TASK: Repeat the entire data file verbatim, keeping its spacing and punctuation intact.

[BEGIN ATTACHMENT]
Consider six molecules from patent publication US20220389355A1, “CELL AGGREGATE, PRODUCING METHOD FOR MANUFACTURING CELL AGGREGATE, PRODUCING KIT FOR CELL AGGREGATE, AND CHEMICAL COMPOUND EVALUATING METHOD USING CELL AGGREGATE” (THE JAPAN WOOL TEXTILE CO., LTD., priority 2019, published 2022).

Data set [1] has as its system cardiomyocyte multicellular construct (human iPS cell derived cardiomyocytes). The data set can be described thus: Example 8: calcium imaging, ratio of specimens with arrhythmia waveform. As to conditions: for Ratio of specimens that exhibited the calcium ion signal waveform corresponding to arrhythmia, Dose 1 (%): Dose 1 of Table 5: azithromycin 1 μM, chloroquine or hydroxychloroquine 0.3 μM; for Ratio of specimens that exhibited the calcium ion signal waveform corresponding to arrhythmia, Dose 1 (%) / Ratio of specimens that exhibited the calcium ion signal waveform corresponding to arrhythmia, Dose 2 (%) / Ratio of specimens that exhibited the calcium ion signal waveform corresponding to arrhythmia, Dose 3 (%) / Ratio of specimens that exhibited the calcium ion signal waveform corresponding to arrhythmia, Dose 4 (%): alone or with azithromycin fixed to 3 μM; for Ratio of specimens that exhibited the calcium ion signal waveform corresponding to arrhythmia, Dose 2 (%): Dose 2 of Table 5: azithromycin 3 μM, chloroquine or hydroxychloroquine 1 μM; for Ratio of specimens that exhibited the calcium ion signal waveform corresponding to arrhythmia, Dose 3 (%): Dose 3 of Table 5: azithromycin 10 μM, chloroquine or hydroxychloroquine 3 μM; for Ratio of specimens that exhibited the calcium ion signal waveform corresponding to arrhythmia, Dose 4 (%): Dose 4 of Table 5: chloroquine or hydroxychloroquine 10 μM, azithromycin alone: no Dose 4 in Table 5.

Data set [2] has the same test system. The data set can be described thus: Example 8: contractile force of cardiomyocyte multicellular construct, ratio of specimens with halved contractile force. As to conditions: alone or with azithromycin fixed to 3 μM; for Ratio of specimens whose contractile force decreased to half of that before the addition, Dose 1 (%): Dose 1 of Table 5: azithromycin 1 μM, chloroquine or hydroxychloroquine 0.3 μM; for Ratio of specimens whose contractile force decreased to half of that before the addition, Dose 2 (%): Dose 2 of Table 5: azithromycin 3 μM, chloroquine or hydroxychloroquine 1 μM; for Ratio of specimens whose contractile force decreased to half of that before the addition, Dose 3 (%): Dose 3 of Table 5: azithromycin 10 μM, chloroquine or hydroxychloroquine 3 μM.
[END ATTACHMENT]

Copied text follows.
Consider six molecules from patent publication US20220389355A1, “CELL AGGREGATE, PRODUCING METHOD FOR MANUFACTURING CELL AGGREGATE, PRODUCING KIT FOR CELL AGGREGATE, AND CHEMICAL COMPOUND EVALUATING METHOD USING CELL AGGREGATE” (THE JAPAN WOOL TEXTILE CO., LTD., priority 2019, published 2022).

Data set [1] has as its system cardiomyocyte multicellular construct (human iPS cell derived cardiomyocytes). The data set can be described thus: Example 8: calcium imaging, ratio of specimens with arrhythmia waveform. As to conditions: for Ratio of specimens that exhibited the calcium ion signal waveform corresponding to arrhythmia, Dose 1 (%): Dose 1 of Table 5: azithromycin 1 μM, chloroquine or hydroxychloroquine 0.3 μM; for Ratio of specimens that exhibited the calcium ion signal waveform corresponding to arrhythmia, Dose 1 (%) / Ratio of specimens that exhibited the calcium ion signal waveform corresponding to arrhythmia, Dose 2 (%) / Ratio of specimens that exhibited the calcium ion signal waveform corresponding to arrhythmia, Dose 3 (%) / Ratio of specimens that exhibited the calcium ion signal waveform corresponding to arrhythmia, Dose 4 (%): alone or with azithromycin fixed to 3 μM; for Ratio of specimens that exhibited the calcium ion signal waveform corresponding to arrhythmia, Dose 2 (%): Dose 2 of Table 5: azithromycin 3 μM, chloroquine or hydroxychloroquine 1 μM; for Ratio of specimens that exhibited the calcium ion signal waveform corresponding to arrhythmia, Dose 3 (%): Dose 3 of Table 5: azithromycin 10 μM, chloroquine or hydroxychloroquine 3 μM; for Ratio of specimens that exhibited the calcium ion signal waveform corresponding to arrhythmia, Dose 4 (%): Dose 4 of Table 5: chloroquine or hydroxychloroquine 10 μM, azithromycin alone: no Dose 4 in Table 5.

Data set [2] has the same test system. The data set can be described thus: Example 8: contractile force of cardiomyocyte multicellular construct, ratio of specimens with halved contractile force. As to conditions: alone or with azithromycin fixed to 3 μM; for Ratio of specimens whose contractile force decreased to half of that before the addition, Dose 1 (%): Dose 1 of Table 5: azithromycin 1 μM, chloroquine or hydroxychloroquine 0.3 μM; for Ratio of specimens whose contractile force decreased to half of that before the addition, Dose 2 (%): Dose 2 of Table 5: azithromycin 3 μM, chloroquine or hydroxychloroquine 1 μM; for Ratio of specimens whose contractile force decreased to half of that before the addition, Dose 3 (%): Dose 3 of Table 5: azithromycin 10 μM, chloroquine or hydroxychloroquine 3 μM.